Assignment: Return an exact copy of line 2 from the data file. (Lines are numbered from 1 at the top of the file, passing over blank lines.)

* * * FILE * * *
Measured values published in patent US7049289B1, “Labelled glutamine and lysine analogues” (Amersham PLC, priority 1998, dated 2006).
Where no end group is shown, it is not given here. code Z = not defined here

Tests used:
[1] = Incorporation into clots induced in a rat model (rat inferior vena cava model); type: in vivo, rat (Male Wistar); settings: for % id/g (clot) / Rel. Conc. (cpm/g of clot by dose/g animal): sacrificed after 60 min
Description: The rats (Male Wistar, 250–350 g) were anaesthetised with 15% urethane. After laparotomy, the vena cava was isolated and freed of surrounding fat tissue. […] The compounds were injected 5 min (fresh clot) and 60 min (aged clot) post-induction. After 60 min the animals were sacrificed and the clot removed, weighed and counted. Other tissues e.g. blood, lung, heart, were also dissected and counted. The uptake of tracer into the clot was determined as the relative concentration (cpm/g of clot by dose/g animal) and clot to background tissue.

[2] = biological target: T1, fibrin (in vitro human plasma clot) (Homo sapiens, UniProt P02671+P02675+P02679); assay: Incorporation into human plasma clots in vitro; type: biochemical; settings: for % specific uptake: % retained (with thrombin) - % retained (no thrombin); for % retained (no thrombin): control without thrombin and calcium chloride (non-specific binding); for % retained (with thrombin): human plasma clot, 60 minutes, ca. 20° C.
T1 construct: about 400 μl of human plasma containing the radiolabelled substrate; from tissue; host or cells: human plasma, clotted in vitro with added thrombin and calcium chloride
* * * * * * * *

Where no end group is shown, it is not given here. code Z = not defined here